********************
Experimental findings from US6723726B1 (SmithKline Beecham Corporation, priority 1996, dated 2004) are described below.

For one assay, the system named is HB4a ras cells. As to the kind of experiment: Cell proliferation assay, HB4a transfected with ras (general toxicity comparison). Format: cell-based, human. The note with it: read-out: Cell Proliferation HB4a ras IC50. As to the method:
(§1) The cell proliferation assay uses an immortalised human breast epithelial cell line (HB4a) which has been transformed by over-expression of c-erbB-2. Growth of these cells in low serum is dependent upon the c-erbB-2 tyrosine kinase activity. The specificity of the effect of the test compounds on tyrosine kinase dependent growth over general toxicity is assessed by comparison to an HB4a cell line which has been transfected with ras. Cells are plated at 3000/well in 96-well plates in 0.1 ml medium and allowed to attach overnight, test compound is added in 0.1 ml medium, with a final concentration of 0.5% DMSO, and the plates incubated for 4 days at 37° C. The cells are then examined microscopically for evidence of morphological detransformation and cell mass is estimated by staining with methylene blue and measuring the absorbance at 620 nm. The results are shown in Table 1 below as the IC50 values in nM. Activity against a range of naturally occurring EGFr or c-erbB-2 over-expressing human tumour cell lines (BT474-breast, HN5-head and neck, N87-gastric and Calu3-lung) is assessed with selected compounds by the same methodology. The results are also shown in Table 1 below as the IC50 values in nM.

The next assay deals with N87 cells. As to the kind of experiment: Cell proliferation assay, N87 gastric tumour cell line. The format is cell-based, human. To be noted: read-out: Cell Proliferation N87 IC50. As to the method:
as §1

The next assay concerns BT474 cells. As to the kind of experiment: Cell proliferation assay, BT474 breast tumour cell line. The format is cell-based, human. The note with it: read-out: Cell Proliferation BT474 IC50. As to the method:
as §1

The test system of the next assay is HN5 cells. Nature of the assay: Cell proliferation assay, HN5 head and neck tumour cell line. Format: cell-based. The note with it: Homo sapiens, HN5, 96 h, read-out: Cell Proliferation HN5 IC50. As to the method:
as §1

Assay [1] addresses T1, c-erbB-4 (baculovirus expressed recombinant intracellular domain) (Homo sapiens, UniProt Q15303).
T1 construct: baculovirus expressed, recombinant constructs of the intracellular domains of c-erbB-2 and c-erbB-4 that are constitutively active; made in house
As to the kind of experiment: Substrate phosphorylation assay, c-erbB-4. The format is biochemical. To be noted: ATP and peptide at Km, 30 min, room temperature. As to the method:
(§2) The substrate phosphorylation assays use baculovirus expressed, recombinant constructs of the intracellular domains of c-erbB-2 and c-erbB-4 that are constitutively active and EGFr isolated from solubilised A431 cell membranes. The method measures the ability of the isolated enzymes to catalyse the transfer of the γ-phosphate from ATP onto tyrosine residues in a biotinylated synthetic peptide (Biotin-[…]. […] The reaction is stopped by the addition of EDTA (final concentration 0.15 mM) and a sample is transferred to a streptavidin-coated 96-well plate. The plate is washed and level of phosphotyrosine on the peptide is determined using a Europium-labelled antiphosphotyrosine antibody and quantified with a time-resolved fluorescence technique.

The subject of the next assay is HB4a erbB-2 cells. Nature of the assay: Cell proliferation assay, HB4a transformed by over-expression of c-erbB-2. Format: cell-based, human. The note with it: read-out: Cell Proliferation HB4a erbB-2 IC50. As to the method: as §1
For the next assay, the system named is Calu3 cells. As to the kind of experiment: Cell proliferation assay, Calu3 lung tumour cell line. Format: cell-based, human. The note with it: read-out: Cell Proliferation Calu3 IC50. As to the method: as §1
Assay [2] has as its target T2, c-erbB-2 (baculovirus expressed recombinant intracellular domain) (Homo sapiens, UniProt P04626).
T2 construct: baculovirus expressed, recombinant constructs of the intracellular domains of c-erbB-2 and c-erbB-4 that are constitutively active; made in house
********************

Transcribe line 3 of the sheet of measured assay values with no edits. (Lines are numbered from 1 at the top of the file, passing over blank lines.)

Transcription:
(§1) The cell proliferation assay uses an immortalised human breast epithelial cell line (HB4a) which has been transformed by over-expression of c-erbB-2. Growth of these cells in low serum is dependent upon the c-erbB-2 tyrosine kinase activity. The specificity of the effect of the test compounds on tyrosine kinase dependent growth over general toxicity is assessed by comparison to an HB4a cell line which has been transfected with ras. Cells are plated at 3000/well in 96-well plates in 0.1 ml medium and allowed to attach overnight, test compound is added in 0.1 ml medium, with a final concentration of 0.5% DMSO, and the plates incubated for 4 days at 37° C. The cells are then examined microscopically for evidence of morphological detransformation and cell mass is estimated by staining with methylene blue and measuring the absorbance at 620 nm. The results are shown in Table 1 below as the IC50 values in nM. Activity against a range of naturally occurring EGFr or c-erbB-2 over-expressing human tumour cell lines (BT474-breast, HN5-head and neck, N87-gastric and Calu3-lung) is assessed with selected compounds by the same methodology. The results are also shown in Table 1 below as the IC50 values in nM.